But ifCanongate. the Edinburgh-based publishers of Alasdair Gray and The New

Testament In Scots have done their homework right. their new series of neglected and familiar Scottish novels and other diverse works. ‘Canongate Classics‘ ought to be a winner.

The idea for such a library. says Stephanie Wolfe-Murray. Canongate‘s Managing Director. came originally from the Scottish Arts Council‘s Literature Committee. ’they sent out a press release to all British publishers inviting them to submit proposals for the series. We were interested but we were starting the Keplies books for children at that time and felt that we were too small to commit ourselves to two new series. so we backed out. Other deals fell through and nobody got the contract. The thing faded temporarily into

oblivion. After we‘d been doing the Kelpies for a few years we realised it was good to publish series and by then we thought we could cope with another series ofScottish adult fiction and non-fiction. We approached the SAC and they said

they were interested and they're now subsidising it.‘

In the meantime. however. other publishers were alerted to the potential of reprinting out-of—print books and since the smoke went up from Charlotte Square some five years ago many books Canongate would like to have. have been snapped up. This does not alarm the series General Editor. Roderick Watson. a Stirling University Scot Lit expert and author ofthe Penguin Book ofthe Bicycle. Though he admits. ‘there‘s not a bottomless pit ofgreat Scottish books‘ he feels that competition from other publishers made him and his advisers think ’more creatively‘ about the kind of texts that they would publish. Consequently. they were amazed at what hadn‘t been taken.

But what is special about the Canongate Classics? With no assumed modesty. Roderick Watson says. ‘they‘re beautiful and they raise the standard ofthe paperback.‘ Unlike Virago. Canongate have reset the type from the originals and redesigned each book but. most significantly. they aim to keep each title in print. This is a move which Canongate hope will encourage schools. colleges and universities to add the books to their set reading lists. Capturing these markets is important from a commercial point ofview but Stephanie Wolfe-Murray is at pains to point out that her target is the browsing book-buyer who would normally p-p-p-pick up a Penguin.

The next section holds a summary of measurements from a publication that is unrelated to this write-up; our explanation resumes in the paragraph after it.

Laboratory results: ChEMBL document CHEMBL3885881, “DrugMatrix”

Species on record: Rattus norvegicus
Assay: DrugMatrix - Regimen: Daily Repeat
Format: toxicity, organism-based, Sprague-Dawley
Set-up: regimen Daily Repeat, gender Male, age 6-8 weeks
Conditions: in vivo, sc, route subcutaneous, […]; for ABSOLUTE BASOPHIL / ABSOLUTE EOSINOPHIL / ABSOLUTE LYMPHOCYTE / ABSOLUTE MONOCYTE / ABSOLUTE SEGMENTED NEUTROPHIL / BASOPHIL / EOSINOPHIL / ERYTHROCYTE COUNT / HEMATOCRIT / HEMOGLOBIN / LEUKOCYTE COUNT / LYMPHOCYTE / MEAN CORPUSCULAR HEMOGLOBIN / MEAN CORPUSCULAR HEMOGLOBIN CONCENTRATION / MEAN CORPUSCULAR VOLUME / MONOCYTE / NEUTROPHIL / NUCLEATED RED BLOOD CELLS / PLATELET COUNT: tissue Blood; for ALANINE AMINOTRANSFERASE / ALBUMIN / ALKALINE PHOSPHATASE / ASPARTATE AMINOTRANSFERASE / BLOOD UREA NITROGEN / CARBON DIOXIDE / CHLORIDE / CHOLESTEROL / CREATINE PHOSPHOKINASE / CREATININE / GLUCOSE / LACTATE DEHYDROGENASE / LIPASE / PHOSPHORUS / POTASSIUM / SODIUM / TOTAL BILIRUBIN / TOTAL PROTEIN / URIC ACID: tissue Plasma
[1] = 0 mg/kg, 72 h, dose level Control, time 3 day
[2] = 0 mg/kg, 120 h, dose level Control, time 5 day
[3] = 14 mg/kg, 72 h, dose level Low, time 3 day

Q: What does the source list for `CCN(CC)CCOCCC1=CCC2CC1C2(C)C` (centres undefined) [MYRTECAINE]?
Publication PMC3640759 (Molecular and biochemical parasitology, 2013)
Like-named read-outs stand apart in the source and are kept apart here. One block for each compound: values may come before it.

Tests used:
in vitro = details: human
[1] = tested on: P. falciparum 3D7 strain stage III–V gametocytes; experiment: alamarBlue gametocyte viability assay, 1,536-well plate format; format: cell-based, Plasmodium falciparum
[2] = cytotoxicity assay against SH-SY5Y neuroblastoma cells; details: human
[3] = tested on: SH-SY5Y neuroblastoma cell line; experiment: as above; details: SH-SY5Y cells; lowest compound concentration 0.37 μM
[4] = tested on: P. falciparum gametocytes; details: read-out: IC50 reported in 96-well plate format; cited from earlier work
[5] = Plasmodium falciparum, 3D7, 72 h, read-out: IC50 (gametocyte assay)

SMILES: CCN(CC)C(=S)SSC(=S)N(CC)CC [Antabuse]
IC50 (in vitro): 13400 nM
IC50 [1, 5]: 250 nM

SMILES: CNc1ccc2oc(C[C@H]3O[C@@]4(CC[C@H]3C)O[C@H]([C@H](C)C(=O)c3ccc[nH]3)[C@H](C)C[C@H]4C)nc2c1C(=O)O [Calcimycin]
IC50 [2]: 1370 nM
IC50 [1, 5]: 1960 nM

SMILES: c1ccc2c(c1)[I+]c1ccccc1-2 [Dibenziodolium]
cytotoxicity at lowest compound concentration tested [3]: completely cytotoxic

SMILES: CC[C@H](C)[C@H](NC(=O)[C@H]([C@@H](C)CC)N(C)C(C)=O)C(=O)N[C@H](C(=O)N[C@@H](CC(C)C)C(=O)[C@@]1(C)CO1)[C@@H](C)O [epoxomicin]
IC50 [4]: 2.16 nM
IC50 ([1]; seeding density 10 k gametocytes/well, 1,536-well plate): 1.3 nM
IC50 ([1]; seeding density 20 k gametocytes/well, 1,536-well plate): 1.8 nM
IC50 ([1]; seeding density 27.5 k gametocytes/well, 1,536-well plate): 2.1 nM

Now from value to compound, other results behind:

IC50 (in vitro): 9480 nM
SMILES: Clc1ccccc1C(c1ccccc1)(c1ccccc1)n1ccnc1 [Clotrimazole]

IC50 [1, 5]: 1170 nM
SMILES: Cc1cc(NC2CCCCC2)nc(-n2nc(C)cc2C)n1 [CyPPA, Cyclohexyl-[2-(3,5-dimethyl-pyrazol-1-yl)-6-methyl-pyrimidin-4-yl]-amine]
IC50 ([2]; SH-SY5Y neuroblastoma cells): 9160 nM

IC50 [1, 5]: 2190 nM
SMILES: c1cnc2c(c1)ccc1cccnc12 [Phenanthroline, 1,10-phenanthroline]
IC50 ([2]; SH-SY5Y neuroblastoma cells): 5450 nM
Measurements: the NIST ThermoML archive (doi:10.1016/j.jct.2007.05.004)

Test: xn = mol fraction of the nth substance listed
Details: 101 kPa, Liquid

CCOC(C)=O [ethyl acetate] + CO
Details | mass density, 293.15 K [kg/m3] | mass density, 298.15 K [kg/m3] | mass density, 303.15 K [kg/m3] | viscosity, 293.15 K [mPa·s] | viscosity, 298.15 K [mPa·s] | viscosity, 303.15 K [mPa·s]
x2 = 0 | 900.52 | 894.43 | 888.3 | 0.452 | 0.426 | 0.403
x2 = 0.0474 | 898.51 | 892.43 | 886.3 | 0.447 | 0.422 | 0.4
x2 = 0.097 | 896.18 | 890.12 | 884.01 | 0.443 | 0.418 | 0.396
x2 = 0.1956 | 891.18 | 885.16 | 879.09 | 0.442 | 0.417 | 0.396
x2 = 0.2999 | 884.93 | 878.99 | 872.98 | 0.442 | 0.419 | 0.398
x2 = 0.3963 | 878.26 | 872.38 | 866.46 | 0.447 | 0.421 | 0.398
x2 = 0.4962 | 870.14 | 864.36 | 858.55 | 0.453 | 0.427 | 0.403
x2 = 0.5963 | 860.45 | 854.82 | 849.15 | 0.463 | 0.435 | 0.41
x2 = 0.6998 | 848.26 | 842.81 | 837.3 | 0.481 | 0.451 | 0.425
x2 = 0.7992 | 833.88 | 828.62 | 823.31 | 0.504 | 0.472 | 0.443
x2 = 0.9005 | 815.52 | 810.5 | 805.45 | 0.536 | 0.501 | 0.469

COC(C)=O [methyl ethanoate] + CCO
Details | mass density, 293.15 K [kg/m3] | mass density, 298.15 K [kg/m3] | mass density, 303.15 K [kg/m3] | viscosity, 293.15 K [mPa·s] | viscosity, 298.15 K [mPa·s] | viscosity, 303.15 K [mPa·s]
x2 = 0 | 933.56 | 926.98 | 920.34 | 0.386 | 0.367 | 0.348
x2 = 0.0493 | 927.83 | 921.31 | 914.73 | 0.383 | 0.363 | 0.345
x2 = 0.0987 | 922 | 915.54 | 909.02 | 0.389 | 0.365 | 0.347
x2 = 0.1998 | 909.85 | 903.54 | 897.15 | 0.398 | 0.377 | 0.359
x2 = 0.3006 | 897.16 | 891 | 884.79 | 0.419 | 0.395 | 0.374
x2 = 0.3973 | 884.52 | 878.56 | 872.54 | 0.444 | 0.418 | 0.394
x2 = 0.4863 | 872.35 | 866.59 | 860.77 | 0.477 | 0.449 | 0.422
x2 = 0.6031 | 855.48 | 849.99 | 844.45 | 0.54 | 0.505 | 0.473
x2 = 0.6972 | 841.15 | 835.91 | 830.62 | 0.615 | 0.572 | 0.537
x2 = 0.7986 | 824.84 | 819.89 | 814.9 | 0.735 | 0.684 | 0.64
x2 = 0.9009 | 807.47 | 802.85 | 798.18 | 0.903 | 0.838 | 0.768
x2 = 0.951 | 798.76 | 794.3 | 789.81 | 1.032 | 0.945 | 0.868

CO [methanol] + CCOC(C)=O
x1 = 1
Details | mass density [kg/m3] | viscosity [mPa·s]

Price-wise they fare well; the cheapest is £2.95 and the most expensive is £4.95 per six hundred pages. ’The price says Stephanie Wolfe-Murray. ‘reflects the length of the books.‘ Six titles have been published in the first batch and another four are promised for the autumn. Number one is Willa Muir‘s Imagined Corners and looks destined to become a collectors‘ item. The others are [an Crichton Smith‘s Consider The Lilies. Island Lan falls: Reflections from the South Seas by Robert Louis Stevenson. the autobiography ofthe Dunbar-born ’father of American conservation‘ John Muir. The Story ofmy Boyhood and Youth. James Barke‘s chunky novel Land ofthe Lea! and a book that Canongate can barely contain their excitement about. and which draws a blank stare even when mentioned among the cognicenti. Nan Shepherd‘s The Quarry Wood.

Soon they‘ll be cutting a dash in the bookshops with their elegantly- designed and striking arty covers. Canongate also announced this week that they are linking up with the distinguished art book publishers Phaidon.-The arrangement will remove the financial insecurity that has held back their development for so long. It is now nearly fifteen years since the first Canongate book appeared. With their ’Classics‘ leading the way. their prospects for the next fifteen years are looking rosy.

The List 15 28 May 49